Shared from the 4/22/2018 Sandusky Register eEdition

Senate blocks bill dealing with invasive species


Creative Commons photo/GerardM

Zebra mussels, an example of invasive species that have invaded Lake Erie.


The U.S. Senate has blocked a bill, opposed by environmentalists, that allegedly would have weakened protections against invasive species getting into Lake Erie.

Ohio’s two U.S. senators split their vote, with U.S. Sen. Sherrod Brown, D-Ohio, siding with environmental groups such as the National Wildlife Federation and U.S. Sen. Rob Portman, R-Ohio, voting against them. Portman said later he is concerned about the issue and working to improve the bill.

Wednesday’s vote was whether to end debate on a measure to reauthorize funding for the Coast Guard.

The measure included an amendment, opposed by the National Wildlife Federation, the Alliance for the Great Lakes, the Healing Our Waters-Great Lakes Coalition, and other environmental groups that would have removed Clean Water Act protections for ballast water discharges from ocean-going ships that threaten to introduce invasive species in Lake Erie. The groups said the bill would have substituted weaker rules.

The Senate voted 56-42, with two senators not voting, to move the bill along with the controversial amendment, with Portman voting yes and Brown voting no.

The measure needed 60 votes to pass without further debate, however, so environmentalists counted the vote as a victory. Brown said Tuesday’s vote means the controversial invasive species provision will have to be removed to allow the bill to move forward.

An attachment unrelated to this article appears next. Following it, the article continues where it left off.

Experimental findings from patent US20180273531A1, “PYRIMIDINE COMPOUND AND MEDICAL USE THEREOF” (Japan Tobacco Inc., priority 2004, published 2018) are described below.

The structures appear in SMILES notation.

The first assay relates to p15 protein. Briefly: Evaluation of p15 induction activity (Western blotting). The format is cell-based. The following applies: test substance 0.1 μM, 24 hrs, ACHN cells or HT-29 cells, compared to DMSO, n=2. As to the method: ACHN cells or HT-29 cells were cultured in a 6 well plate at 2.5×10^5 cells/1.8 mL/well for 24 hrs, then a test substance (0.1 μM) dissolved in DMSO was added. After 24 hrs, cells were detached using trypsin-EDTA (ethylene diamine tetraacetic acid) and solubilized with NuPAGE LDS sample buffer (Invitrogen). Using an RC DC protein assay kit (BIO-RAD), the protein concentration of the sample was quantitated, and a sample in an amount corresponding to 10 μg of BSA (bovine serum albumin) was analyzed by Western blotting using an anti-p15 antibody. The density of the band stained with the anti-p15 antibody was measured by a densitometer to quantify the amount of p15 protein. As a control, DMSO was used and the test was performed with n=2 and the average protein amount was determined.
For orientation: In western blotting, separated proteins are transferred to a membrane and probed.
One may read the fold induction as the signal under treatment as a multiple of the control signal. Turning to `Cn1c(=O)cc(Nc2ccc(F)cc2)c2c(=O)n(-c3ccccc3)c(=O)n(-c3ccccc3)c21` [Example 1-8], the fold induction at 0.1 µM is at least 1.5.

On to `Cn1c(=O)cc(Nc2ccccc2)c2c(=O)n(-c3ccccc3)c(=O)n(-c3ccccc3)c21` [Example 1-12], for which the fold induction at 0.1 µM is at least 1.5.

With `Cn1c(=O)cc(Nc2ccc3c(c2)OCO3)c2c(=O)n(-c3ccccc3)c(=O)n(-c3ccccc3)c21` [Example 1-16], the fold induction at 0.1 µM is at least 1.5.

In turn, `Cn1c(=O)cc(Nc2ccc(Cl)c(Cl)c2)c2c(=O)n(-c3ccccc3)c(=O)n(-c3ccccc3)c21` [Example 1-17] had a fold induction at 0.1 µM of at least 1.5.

“This is a huge victory for the millions of people, communities, and businesses who want to put an end to the environmental and economic harm wrought by aquatic invasive species. We thank the members of the U.S. Senate who stood up for our clean water, fish and wildlife, outdoor recreation, and economy,” the environmental groups said in a joint statement.

Brown told reporters earlier Tuesday he would vote to keep the bill from moving forward.

“This provision would make it easier for invasive species to enter our lakes, harm our drinking water and threaten local jobs that depend on boating and fishing in Lake Erie. It does not belong on the Coast Guard bill and it should be taken out, so Congress can move forward with passing this important bill without threatening Lake Erie and the jobs that depend on it,” Brown said.

The Register asked Portman Tuesday about the bill.

Portman said he has tried to take the lead on dealing with invasive species, but said the bill has good provisions, too. He promised only to “take a look at it.”

On Wednesday night, Portman issued a statement explaining that he is still trying to improve the bill.

“I voted to move forward with debate on the bill. I continue to have concerns about the underlying bill and am working with Senator Stabenow to come up with a regional standard for the Great Lakes that is both good for the shipping industry in Ohio and the health of Lake Erie,” Portman said.

Reach reporter Tom Jackson at and follow him on Twitter @jacksontom.

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